May Utang by Jules Orcullo (Are We Where We Are?, Shop Front Theatre, Coventry, 11 May 2017)
reviewed by Stella Backhouse
Are We Where We Are? is a series of nine performance pieces to be premièred at Coventry’s Theatre Absolute over the next two years. Inspired by Henry Thoreau’s questioning of the consumerist and materialist obsessions of Western society in his 1854 book Walden: A Life In The Woods, Are We Where We Are? aims to draw on a range of theatrical approaches and personal experiences to explore the complexities of justice, equality, race, citizenship, nationhood, isolation, and inclusion that have come to define our experience of twenty-first century life. Are we where we are? Or are we somewhere else?
Opening the series at Shop Front Theatre on 11 May, May Utang, written and performed by Jules Orcullo, approaches the question of situation and belonging from a number of different angles. Roughly translated from Tagalog as ‘debt of gratitude’ and intercut with snatches of recorded conversations between herself and her parents, Orcullo’s new work mingles meditations on growing up as the fanatically Anglophile Sydney-born daughter of Filipino migrants, with rapid-fire reckoning of how much her education has cost mum and dad in cold hard cash (a lot).
For a second-generation non-white migrant to a black country with a majority white population (Orcullo is clear that Australia is, in her words, “a black country”), the provocation ‘are we where we are?’ inevitably triggers a complex and multi-layered response. Orcullo structures her performance around unpacking a series of unflattering stereotypical commonplaces about Australians (they’re racist, they’re sex-mad and the only work they’re interested in is bar-tending) and comparing them with her own experiences. The repeated phrase “the country we know of as Australia…” tolls through the work like a bell.
Reflecting these thoughts onto what appeared to be a majority white British audience adds to Orcullo’s story yet more dimensions. Australia, after all, began its modern history as a place for Britain to send the people it didn’t want; and as the work of Margaret Humphreys and the Child Migrant Trust has laid bare, Britain was still, to its shame, transporting children it didn’t want as late as the 1960s. (Australia did want them – but primarily so it could grow them into a ‘white defence’ against an imagined threat from South-East Asian peoples who look like Orcullo.)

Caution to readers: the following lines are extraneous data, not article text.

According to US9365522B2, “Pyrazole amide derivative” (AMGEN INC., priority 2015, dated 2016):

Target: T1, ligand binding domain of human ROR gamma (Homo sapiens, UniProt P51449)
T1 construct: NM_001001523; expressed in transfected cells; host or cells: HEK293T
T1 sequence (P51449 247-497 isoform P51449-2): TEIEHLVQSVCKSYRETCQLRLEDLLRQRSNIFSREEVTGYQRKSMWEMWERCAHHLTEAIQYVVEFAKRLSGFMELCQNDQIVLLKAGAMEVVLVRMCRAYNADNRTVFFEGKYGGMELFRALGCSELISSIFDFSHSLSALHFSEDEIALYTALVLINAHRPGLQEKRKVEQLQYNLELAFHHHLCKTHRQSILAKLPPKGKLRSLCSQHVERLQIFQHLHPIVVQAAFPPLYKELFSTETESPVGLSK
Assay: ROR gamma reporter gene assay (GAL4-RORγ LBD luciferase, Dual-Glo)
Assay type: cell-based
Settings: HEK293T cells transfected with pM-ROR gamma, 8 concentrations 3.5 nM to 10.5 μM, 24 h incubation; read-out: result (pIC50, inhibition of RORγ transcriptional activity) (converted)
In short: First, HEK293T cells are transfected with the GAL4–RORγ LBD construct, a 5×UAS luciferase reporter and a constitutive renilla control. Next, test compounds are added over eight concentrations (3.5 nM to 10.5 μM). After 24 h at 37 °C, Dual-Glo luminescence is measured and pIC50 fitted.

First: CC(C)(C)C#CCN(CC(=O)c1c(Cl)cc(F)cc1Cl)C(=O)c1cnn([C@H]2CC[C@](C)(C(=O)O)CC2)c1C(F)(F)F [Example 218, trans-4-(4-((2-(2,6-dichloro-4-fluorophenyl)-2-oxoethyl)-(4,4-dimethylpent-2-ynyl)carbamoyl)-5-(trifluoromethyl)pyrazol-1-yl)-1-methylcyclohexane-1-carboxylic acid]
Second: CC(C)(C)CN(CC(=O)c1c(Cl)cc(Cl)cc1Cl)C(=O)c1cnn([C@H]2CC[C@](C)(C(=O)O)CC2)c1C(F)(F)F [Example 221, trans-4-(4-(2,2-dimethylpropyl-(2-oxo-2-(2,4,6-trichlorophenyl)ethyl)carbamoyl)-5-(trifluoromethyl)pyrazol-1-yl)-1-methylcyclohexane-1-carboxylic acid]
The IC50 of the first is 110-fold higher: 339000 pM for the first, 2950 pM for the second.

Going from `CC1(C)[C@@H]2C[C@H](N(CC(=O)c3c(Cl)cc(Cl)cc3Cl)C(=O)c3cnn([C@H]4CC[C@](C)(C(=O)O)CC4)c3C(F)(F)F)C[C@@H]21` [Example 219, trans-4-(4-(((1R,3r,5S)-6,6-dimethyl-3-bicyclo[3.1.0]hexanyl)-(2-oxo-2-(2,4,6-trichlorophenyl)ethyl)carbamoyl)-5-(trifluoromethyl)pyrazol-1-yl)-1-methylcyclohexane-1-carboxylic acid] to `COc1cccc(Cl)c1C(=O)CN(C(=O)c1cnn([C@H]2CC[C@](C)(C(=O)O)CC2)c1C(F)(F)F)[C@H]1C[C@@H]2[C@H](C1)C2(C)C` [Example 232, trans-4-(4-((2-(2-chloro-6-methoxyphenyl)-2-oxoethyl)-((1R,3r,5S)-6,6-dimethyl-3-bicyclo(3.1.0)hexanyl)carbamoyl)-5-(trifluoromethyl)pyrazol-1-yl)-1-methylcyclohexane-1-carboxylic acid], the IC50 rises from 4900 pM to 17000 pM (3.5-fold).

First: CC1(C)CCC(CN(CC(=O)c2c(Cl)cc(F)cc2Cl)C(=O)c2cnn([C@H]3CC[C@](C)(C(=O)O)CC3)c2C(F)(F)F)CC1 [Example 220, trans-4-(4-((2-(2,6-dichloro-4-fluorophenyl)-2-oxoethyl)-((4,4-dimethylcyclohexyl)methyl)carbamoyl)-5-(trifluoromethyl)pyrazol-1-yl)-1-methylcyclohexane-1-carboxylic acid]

Thanks to this complicated history, Orcullo’s narrative constantly challenges us to identify not only the ‘we’ in the “the country we know of as Australia”, but also those who ‘know of’ the stereotypes that seem to have dominated Orcullo’s relationship to her home nation. Are they white Britons, making uneasy sport of a country they characterise as populated mostly by the descendants of people they rejected (or who rejected them)? Are they white Australians, sheepishly colluding in the game? Are they anyone who is not Australian Aboriginal? And in her use the first person plural, is Orcullo aligning herself with the ‘knowers’ even as she disassociates herself from them?
In a sense, it is Britain’s own ambivalent and characteristically snobbish relationship with Australia that is reflected in Orcullo’s deeply personal experiences as recounted in May Utang. Some of the most searing passages in this searingly honest work concern the racism she has been subjected to not in Australia but in Britain. So while we no longer send Australia the people we don’t want, we are still, perhaps, prepared to attribute to them certain attitudes that we are less prepared to acknowledge in ourselves. In this reading, we are definitely not where we think we are.
Orcullo is a clever and engaging performer: by turns funny, shocking and linguistically playful. Despite everything, the love and gratitude she feels towards both Australia and her parents shines bright. Whether the two strands should have been put together in a single work is perhaps debatable; there were moments when it seemed to lack clarity. The final impassioned plea for Aboriginal rights, though heartfelt, also felt slightly ‘tacked on’.
In a period when mass-migration is profoundly impacting Western political discourse and the Bank of Mum and Dad has been confirmed as Britain’s ninth largest mortgage lender, May Utang is both timely and urgent. But this is a work that, for all its present-day relevance is itself indebted, gratefully or otherwise, to the past – specifically to the colonial past of Britain, Australia and also the Philippines – and its continuing echoes through our lives today.
Image by Andrew Moore